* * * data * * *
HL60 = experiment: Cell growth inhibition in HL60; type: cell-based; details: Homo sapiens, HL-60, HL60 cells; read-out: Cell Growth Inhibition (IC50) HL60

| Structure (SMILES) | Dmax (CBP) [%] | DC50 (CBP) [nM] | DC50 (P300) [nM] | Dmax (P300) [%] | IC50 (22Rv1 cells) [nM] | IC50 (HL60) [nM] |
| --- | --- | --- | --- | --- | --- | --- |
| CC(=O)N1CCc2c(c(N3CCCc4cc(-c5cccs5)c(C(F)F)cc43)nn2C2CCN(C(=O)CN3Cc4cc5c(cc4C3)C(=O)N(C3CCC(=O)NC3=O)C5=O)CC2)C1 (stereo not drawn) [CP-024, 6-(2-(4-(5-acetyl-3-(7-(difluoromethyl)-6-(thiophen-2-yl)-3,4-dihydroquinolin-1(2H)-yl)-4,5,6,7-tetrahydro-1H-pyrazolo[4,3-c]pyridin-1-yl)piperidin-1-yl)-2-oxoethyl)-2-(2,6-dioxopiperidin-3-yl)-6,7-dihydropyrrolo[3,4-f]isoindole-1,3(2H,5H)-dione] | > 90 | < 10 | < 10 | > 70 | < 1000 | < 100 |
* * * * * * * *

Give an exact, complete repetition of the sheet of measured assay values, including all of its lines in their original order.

HL60 = experiment: Cell growth inhibition in HL60; type: cell-based; details: Homo sapiens, HL-60, HL60 cells; read-out: Cell Growth Inhibition (IC50) HL60

| Structure (SMILES) | Dmax (CBP) [%] | DC50 (CBP) [nM] | DC50 (P300) [nM] | Dmax (P300) [%] | IC50 (22Rv1 cells) [nM] | IC50 (HL60) [nM] |
| --- | --- | --- | --- | --- | --- | --- |
| CC(=O)N1CCc2c(c(N3CCCc4cc(-c5cccs5)c(C(F)F)cc43)nn2C2CCN(C(=O)CN3Cc4cc5c(cc4C3)C(=O)N(C3CCC(=O)NC3=O)C5=O)CC2)C1 (stereo not drawn) [CP-024, 6-(2-(4-(5-acetyl-3-(7-(difluoromethyl)-6-(thiophen-2-yl)-3,4-dihydroquinolin-1(2H)-yl)-4,5,6,7-tetrahydro-1H-pyrazolo[4,3-c]pyridin-1-yl)piperidin-1-yl)-2-oxoethyl)-2-(2,6-dioxopiperidin-3-yl)-6,7-dihydropyrrolo[3,4-f]isoindole-1,3(2H,5H)-dione] | > 90 | < 10 | < 10 | > 70 | < 1000 | < 100 |